Be Smart about Vitamin B

B vitamins or Vitamin B Complex refers to eight essential nutrients that play a vital role in converting food into energy.

Each B vitamin has specific benefits to improving and maintaining good health.

Key Benefits of B Vitamins:

  • Development of red blood cells
  • Energy boosting
  • Cognitive function
  • Appetite and digestion
  • Nervous system function
  • Balancing hormone levels
  • Muscle development

The B-complex Rundown:

  • B1 (thiamine): Important for organ function
  • B2 (riboflavin): Needed by the body to break down fats
  • B3 (niacin): Aids in maintaining healthy skin and supports digestion
  • B5 (pantothenic acid): Vital for brain health and the nervous system
  • B6 (pyridoxine): Supports immune health and production of red blood cells
  • B7 (biotin): Essential vitamin for healthy hair and nails
  • B9 (folate): Also called folic acid, it supports creation of genetic material and can reduce the risk of birth defects if taken while pregnant
  • B12 (cobalamin): Required for normal nerve and blood cell function

So what happened to B4, B8, B10 and B11?

The gaps in the list of B vitamins occur because these substances are no longer considered to meet the definition of a vitamin, i.e., not essential for normal growth and nutrition. Numbered in the order they were discovered, the remaining B vitamins are needed by the body to maintain good health.

B-Complex Sources

Meat products have the highest abundance of B vitamins, with particularly high concentrations in turkey, liver and tuna.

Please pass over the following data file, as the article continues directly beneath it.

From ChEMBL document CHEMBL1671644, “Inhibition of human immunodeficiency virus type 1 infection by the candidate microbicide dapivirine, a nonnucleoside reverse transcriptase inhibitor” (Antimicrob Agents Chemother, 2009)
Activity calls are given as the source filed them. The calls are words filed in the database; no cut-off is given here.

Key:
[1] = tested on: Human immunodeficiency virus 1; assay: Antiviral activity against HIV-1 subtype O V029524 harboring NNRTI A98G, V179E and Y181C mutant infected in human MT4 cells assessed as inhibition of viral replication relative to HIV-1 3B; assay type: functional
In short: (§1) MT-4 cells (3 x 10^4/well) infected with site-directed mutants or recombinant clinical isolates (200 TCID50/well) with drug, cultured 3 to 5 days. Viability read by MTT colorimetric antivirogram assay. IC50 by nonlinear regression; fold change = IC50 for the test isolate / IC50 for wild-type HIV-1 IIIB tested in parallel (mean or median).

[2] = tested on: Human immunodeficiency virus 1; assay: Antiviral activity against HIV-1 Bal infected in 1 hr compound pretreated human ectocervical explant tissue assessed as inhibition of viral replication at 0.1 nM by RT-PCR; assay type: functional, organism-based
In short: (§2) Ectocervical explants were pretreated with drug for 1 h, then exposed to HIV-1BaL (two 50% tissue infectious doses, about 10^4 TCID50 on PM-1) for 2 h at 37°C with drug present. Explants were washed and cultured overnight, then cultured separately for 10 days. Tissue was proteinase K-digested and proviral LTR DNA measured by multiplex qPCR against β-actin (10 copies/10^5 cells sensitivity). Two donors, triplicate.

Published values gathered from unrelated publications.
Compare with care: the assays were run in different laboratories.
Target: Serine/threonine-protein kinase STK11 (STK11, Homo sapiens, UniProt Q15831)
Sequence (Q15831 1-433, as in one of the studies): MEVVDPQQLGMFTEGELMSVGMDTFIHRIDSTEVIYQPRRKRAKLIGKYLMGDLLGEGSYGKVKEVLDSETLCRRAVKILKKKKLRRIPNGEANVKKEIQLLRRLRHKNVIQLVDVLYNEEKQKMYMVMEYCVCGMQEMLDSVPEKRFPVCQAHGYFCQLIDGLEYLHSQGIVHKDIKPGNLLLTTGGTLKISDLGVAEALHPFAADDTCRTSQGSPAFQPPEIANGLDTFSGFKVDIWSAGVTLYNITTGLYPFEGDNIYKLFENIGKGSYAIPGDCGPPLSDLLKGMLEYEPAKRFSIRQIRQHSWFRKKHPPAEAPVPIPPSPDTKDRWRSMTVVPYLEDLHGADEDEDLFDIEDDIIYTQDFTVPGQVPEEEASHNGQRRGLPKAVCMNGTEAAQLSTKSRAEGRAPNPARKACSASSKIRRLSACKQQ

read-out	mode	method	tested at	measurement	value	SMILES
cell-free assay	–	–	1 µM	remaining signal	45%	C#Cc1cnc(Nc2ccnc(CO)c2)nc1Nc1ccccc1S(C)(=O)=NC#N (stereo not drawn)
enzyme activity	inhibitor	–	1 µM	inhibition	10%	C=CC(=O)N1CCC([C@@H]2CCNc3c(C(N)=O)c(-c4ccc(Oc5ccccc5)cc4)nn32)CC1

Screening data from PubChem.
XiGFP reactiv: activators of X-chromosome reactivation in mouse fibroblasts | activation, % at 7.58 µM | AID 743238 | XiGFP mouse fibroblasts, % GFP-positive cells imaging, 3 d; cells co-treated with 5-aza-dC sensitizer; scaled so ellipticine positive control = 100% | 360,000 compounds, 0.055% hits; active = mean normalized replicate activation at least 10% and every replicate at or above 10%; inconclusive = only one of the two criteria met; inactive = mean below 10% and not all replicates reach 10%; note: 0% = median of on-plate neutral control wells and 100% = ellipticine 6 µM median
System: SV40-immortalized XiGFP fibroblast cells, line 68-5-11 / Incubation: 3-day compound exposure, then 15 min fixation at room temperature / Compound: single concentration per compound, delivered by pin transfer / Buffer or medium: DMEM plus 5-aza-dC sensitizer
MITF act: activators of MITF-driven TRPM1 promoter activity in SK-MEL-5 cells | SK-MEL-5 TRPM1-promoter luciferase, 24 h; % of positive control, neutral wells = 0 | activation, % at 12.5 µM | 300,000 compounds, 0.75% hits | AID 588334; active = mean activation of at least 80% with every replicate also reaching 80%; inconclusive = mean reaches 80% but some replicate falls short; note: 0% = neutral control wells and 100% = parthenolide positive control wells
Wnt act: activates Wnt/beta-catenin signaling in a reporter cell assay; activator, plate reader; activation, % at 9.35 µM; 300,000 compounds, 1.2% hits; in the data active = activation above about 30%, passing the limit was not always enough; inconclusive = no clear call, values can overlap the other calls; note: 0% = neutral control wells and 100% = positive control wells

Carbohydrate-based foods also contain some B vitamins, but in much smaller quantities. This is why in many countries the B vitamins thiamine, riboflavin, niacin, and folic acid are required by law to be added to white flour, often called “enriched flour.”

Other vegetable sources of B vitamins include beans, whole grains, bananas, tempeh, potatoes, and nutritional yeast. While the yeast used to brew beer also contains B vitamins, the alcohol inhibits the absorption and therefore makes beer a poor dietary source of B vitamins.

While it is possible to get sufficient b-complex vitamins from a well-rounded diet, there are some groups that are at higher risk of B vitamin deficiency.

Vegetarians and Vegans

Considered by many to be the healthiest diet, Western vegetarians tend to have a lower body-mass index (a risk factor for diseases related to metabolic syndrome), lower blood cholesterol, and fewer instances of heart disease when compared to non-vegetarians. Unfortunately, as vitamin B12 in not naturally found in plant-based foods, vegetarians and vegans are also at higher risk of developing a B12 deficiency that can lead to memory loss and other cognitive defects, pernicious anemia, and even paralysis.

New Mothers and Mothers-to-be

Pregnant and breastfeeding women need more B-complex to support fetal development and breastmilk production. Specifically, deficiencies in folate or B12 have been linked with birth defects and neurological damage among newborns.

Adults over 50

As we age, it becomes more difficult for our bodies to absorb vitamin B12 from the foods we eat. This is because the absorption of vitamins from food is linked to the amount of stomach acid available to us, which decreases with age. Some studies estimate that up to 30% of people over the age of 50 are not getting enough B12.

As B vitamins are water soluble, they cannot be stored by the body and must consumed in foods or by supplements. Vitamin IV infusions with B vitamins are effective for addressing deficiencies as well as promoting healthy hair and nails, speeding up recovery from physical activity, boosting energy levels and improving mood.


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